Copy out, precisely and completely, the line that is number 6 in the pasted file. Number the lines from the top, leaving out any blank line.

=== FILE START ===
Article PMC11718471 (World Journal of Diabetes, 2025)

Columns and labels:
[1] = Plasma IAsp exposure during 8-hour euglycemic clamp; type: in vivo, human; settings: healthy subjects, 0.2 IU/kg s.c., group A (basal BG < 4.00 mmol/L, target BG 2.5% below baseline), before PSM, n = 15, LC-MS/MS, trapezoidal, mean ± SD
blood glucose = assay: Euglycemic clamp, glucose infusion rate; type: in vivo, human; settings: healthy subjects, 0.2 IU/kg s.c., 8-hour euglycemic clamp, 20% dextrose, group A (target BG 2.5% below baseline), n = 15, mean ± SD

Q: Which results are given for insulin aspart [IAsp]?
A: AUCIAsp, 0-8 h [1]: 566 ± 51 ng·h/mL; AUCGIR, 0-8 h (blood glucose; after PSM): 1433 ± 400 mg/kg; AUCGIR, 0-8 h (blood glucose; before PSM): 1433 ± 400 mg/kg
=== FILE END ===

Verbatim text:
A: AUCIAsp, 0-8 h [1]: 566 ± 51 ng·h/mL; AUCGIR, 0-8 h (blood glucose; after PSM): 1433 ± 400 mg/kg; AUCGIR, 0-8 h (blood glucose; before PSM): 1433 ± 400 mg/kg